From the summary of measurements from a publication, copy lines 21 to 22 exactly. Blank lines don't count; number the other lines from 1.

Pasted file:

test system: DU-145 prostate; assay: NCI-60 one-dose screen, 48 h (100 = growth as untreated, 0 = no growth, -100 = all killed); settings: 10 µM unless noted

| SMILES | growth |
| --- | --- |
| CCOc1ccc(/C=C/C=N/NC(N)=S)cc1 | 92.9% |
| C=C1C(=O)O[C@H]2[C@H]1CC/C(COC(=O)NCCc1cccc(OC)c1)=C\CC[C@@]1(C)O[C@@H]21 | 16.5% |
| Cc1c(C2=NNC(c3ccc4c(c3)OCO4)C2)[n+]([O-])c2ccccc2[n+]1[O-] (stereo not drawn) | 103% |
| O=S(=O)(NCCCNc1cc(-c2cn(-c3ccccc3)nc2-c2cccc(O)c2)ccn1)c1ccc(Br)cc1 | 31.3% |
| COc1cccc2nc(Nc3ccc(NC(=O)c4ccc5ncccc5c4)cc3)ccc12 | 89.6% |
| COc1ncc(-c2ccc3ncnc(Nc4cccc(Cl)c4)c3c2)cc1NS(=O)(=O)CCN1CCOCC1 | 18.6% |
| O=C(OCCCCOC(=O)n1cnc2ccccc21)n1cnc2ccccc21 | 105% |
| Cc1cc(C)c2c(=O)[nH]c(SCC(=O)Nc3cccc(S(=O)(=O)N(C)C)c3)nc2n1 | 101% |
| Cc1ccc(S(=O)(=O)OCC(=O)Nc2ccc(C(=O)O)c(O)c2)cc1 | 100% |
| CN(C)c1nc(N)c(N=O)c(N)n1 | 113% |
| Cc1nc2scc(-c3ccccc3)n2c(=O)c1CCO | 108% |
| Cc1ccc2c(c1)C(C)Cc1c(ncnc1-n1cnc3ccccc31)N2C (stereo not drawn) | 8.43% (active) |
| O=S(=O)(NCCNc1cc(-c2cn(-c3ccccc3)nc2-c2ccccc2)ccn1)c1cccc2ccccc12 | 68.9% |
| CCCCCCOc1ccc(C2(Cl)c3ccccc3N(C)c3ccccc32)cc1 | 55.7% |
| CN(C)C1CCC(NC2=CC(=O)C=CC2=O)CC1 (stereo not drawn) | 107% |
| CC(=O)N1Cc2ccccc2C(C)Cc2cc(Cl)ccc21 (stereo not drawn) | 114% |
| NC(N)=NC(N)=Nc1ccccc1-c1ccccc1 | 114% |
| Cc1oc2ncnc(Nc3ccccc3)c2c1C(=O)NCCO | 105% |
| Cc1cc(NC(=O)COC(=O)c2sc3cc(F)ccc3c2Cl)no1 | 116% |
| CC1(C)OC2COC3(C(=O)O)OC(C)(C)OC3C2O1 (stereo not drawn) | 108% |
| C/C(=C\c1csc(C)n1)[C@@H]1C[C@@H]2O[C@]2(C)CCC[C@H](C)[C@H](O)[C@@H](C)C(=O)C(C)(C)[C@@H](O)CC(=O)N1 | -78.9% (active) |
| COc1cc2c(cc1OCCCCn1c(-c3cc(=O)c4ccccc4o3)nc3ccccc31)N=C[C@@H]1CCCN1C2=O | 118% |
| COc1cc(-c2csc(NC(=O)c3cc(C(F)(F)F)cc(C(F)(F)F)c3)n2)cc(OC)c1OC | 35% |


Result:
| Cc1oc2ncnc(Nc3ccccc3)c2c1C(=O)NCCO | 105% |
| Cc1cc(NC(=O)COC(=O)c2sc3cc(F)ccc3c2Cl)no1 | 116% |